Balkans | More than half of Europe’s LNG capacity is at risk of being disrupted by 2030

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Balkans |  More than half of Europe’s LNG capacity is at risk of being disrupted by 2030

It has been determined that LNG terminal capacity in Europe will exceed 400 billion cubic meters by 2030, and more than half of this capacity is at risk of disruption due to lower demand.

According to the European LNG Tracker report by the Institute for Energy Economics and Financial Analysis (IEEFA), LNG infrastructure capacity in Europe, including the UK, Norway and Turkey, will reach 270 bcm by the end of 2022.

After the war that Russia started in Ukraine, Europe, seeking alternative ways and resources to reduce dependence on Russian gas, has accelerated its investments in liquefied natural gas, and it is planned to build large capabilities in this field until 2030.

Europe’s LNG infrastructure capacity is expected to exceed 400 billion cubic meters by 2030, while Europe’s LNG demand is expected to be at the level of 150 billion cubic meters in this period.

Thus, there is a risk that the LNG infrastructure with a capacity of approximately 250 bcm in Europe will remain idle. Spain, Turkey, UK, France, Italy and Germany stand out as the countries where the largest idle capacity can occur.

It is estimated that Europe’s planned LNG infrastructure capacity by 2030 will be higher than the EU’s gas consumption of 413 bcm in 2021. By contrast, total gas demand in Europe is expected to reach 2030 to 390 billion cubic meters.

“The most expensive and unnecessary warranty policy in the world”

Report author and IEEFA analyst Ana Maria Galler-Makariewicz stated that excess LNG capacity is “the most expensive unnecessary guarantee policy in the world,” adding that “Europe must carefully balance gas and LNG regimes. Increasing infrastructure will not LNG increases the reliability of the system. This is also a situation with the risk that these assets will be out of order.” Use phrases.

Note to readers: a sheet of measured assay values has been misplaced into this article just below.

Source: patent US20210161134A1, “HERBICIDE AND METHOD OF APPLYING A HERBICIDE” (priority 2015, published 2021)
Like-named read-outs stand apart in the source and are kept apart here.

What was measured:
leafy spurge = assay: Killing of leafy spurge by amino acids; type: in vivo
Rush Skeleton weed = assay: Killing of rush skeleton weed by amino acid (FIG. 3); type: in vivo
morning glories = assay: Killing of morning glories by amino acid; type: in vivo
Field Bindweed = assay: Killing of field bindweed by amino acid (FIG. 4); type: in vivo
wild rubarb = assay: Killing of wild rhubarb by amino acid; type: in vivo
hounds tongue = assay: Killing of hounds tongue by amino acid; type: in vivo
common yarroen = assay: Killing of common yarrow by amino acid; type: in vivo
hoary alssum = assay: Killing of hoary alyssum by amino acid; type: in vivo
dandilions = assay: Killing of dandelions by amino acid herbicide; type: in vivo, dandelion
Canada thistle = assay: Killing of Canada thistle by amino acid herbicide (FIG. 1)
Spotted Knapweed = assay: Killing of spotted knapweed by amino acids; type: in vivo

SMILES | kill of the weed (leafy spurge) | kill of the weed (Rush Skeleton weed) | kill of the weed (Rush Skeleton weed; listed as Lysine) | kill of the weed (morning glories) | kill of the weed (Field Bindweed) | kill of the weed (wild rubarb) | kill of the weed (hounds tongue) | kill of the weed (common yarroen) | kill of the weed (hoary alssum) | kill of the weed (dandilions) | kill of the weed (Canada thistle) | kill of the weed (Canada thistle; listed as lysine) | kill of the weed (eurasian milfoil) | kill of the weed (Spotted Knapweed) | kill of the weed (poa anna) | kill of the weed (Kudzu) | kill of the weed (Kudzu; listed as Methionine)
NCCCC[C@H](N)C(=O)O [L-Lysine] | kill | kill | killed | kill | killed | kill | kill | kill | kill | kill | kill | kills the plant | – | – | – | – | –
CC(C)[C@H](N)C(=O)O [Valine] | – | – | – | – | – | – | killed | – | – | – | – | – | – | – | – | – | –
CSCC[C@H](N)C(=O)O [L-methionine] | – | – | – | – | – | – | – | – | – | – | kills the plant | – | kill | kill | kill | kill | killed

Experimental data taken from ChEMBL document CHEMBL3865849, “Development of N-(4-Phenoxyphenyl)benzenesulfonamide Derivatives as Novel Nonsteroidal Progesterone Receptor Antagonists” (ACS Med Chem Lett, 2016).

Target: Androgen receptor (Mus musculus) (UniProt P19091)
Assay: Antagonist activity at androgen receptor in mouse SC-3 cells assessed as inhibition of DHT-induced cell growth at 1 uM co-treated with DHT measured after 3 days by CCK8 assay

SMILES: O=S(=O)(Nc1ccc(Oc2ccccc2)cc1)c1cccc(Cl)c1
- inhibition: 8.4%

Reflecting on the cost of building and operating LNG infrastructures, Galler-Makariewicz said: “Decisions to expand LNG infrastructure in Europe should be based on future demand needs. The EU aims to reduce gas demand by one third by 2030 All this must be taken into account. He rated it.

Europe’s dependence on Russian LNG is deepening

Although Europe’s pipeline gas imports from Russia decreased significantly after the war, LNG imports increased.

According to the IEEFA, Europe received 20.2 billion cubic meters of LNG from Russia in 2022. This was recorded as an increase of 12 percent compared to LNG imports, which were 18 billion cubic meters in the previous year. Russia has become the third largest supplier of LNG to Europe after the United States and Qatar.

While France is the largest LNG importer in Europe with 35.7 bcm in 2022, 7.4 bcm of this import came from Russia.

While Spain provided 5.2 bcm of the total 29.5 bcm of LNG imports from Russia, Belgium received 3 bcm of the 12.9 bcm of LNG imports from Russia.

France and Belgium’s LNG imports from Russia increased by 58% in 2022, while Spain’s LNG imports increased by 50%.

Although the UK was the third largest LNG importer in Europe with 26.5 billion cubic meters last year, LNG imports from Russia decreased by 85% compared to 2021.

Last year, the Netherlands imported 17.1 billion cubic meters of LNG, Turkey 15.5 billion cubic meters and Italy 14.8 billion cubic meters. Turkey, Greece and Italy were the countries that started importing LNG from Russia in 2022.


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